- Pendente-lite support payments. Did one spouse pay temporary support while the divorce was going on?
- Other factors. The courts may consider other relevant factors when determining alimony.
Is Alimony a Factor in Your Neptune, New Jersey Divorce?
If filing for divorce will cause financial hardship, you may want to request alimony. Our New Jersey alimony lawyer is ready to help you with this process and discuss your options. We can help determine the best solution for your situation and your family.
Does New Jersey Allow Palimony?
The term “palimony” is used for money paid to someone who cannot legally receive alimony payments or spousal support. It is used for situations where a couple is living together but not married or joined in a civil union. However, in New Jersey, it is not something that is legally recognized and, therefore, not something that the court will award.
If you are in this situation, you will not be able to have the property division process decided in court. Even though this is the case, it is possible to have a contractual agreement with your partner that may allow you to receive certain types of support or property after you split up.
It may be possible to receive palimony in New Jersey if one of the following things is true:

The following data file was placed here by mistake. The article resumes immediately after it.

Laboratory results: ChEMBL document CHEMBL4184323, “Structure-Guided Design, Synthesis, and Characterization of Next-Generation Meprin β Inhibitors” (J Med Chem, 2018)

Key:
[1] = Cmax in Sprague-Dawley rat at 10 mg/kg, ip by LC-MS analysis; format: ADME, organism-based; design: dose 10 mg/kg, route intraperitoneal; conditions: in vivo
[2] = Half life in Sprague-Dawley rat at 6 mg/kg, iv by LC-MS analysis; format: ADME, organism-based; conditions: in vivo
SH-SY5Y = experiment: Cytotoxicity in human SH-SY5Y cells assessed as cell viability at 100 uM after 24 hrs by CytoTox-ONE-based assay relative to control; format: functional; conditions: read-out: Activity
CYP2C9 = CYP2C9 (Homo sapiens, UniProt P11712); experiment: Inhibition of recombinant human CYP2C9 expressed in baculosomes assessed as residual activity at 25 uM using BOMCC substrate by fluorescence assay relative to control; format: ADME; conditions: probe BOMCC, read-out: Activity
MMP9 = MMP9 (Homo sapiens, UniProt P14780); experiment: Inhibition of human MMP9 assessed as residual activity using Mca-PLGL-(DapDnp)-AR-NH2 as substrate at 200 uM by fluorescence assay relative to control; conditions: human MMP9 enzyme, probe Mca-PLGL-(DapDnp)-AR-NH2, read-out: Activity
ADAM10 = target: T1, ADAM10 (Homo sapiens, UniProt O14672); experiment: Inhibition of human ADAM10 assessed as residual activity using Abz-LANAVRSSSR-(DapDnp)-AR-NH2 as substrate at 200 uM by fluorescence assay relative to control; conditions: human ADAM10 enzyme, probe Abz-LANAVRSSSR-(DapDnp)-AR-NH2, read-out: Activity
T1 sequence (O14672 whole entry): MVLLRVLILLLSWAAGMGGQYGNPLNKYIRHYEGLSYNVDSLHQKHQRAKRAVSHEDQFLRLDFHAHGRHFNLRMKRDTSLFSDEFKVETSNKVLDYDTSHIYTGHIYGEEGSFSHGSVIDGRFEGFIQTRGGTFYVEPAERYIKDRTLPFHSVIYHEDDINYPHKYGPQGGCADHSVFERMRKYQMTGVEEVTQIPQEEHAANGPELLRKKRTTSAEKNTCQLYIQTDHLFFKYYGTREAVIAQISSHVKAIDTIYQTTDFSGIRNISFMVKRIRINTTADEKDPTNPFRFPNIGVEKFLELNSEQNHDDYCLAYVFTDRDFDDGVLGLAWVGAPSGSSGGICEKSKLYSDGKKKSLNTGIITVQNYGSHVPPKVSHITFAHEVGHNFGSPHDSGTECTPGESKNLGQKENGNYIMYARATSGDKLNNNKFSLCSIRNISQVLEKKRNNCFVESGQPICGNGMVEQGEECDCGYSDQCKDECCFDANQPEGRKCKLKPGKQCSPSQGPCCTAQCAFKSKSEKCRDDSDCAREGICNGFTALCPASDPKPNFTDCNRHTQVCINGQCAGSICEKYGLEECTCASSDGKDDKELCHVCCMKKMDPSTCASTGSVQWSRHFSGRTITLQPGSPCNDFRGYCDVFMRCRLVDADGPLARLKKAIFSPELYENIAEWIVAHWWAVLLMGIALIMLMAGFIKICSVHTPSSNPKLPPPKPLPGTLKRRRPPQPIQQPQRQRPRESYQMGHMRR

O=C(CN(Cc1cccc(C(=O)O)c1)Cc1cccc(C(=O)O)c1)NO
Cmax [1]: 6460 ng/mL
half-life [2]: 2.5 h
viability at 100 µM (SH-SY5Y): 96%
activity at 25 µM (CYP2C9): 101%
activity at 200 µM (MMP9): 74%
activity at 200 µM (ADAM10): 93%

- You have a signed partnership or cohabitation agreement.
- You have a verbal partnership or cohabitation agreement created before January 18, 2010.
Attempting to receive palimony in New Jersey can be complex and confusing. It is best to contact our legal team so we can review your case and help you achieve the best possible outcome.
Contact Our New Jersey Alimony Attorney for Assistance
Our law firm has handled multiple alimony cases in New Jersey and can help you get the desired outcome. We take time to learn about your needs and ensure that they are addressed in the divorce or separation decree.
Our team understands how confusing and frustrating a situation can be if you are concerned about your financial future. Alimony aims to ensure you can transition into single life without significant hardship.
The first step is to contact our office to schedule an initial appointment. We will learn about your situation and create a plan to help you achieve the best possible outcome with our experienced New Jersey alimony lawyer.